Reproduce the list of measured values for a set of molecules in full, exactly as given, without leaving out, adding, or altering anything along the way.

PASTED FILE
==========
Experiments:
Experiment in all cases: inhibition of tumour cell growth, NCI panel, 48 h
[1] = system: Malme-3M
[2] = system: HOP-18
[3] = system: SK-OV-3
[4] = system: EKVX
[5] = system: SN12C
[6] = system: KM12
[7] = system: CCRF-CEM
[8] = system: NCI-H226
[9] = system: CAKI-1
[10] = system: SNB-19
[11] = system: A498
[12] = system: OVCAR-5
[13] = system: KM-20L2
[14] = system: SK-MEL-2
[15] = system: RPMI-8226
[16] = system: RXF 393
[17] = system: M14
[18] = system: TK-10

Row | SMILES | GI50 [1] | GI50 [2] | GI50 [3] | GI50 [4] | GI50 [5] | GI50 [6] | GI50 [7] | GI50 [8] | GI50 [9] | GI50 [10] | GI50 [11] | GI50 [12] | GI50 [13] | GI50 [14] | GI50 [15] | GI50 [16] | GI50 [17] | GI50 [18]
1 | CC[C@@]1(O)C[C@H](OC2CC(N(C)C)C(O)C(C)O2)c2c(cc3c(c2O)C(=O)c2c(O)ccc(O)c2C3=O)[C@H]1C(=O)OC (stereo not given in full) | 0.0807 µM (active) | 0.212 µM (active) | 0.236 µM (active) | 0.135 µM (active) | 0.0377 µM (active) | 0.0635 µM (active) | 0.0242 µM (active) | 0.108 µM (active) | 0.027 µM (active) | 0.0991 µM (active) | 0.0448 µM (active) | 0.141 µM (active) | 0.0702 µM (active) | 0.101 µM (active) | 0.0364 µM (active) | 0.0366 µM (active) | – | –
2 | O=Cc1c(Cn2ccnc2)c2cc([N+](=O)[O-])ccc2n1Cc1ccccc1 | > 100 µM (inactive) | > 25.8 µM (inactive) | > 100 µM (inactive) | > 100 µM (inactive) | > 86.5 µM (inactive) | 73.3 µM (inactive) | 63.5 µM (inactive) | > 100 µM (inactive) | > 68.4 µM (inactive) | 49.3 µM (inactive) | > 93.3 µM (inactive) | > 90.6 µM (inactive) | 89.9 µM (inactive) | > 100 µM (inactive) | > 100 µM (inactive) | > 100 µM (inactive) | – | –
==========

Experiments:
Experiment in all cases: inhibition of tumour cell growth, NCI panel, 48 h
[1] = system: Malme-3M
[2] = system: HOP-18
[3] = system: SK-OV-3
[4] = system: EKVX
[5] = system: SN12C
[6] = system: KM12
[7] = system: CCRF-CEM
[8] = system: NCI-H226
[9] = system: CAKI-1
[10] = system: SNB-19
[11] = system: A498
[12] = system: OVCAR-5
[13] = system: KM-20L2
[14] = system: SK-MEL-2
[15] = system: RPMI-8226
[16] = system: RXF 393
[17] = system: M14
[18] = system: TK-10

Row | SMILES | GI50 [1] | GI50 [2] | GI50 [3] | GI50 [4] | GI50 [5] | GI50 [6] | GI50 [7] | GI50 [8] | GI50 [9] | GI50 [10] | GI50 [11] | GI50 [12] | GI50 [13] | GI50 [14] | GI50 [15] | GI50 [16] | GI50 [17] | GI50 [18]
1 | CC[C@@]1(O)C[C@H](OC2CC(N(C)C)C(O)C(C)O2)c2c(cc3c(c2O)C(=O)c2c(O)ccc(O)c2C3=O)[C@H]1C(=O)OC (stereo not given in full) | 0.0807 µM (active) | 0.212 µM (active) | 0.236 µM (active) | 0.135 µM (active) | 0.0377 µM (active) | 0.0635 µM (active) | 0.0242 µM (active) | 0.108 µM (active) | 0.027 µM (active) | 0.0991 µM (active) | 0.0448 µM (active) | 0.141 µM (active) | 0.0702 µM (active) | 0.101 µM (active) | 0.0364 µM (active) | 0.0366 µM (active) | – | –
2 | O=Cc1c(Cn2ccnc2)c2cc([N+](=O)[O-])ccc2n1Cc1ccccc1 | > 100 µM (inactive) | > 25.8 µM (inactive) | > 100 µM (inactive) | > 100 µM (inactive) | > 86.5 µM (inactive) | 73.3 µM (inactive) | 63.5 µM (inactive) | > 100 µM (inactive) | > 68.4 µM (inactive) | 49.3 µM (inactive) | > 93.3 µM (inactive) | > 90.6 µM (inactive) | 89.9 µM (inactive) | > 100 µM (inactive) | > 100 µM (inactive) | > 100 µM (inactive) | – | –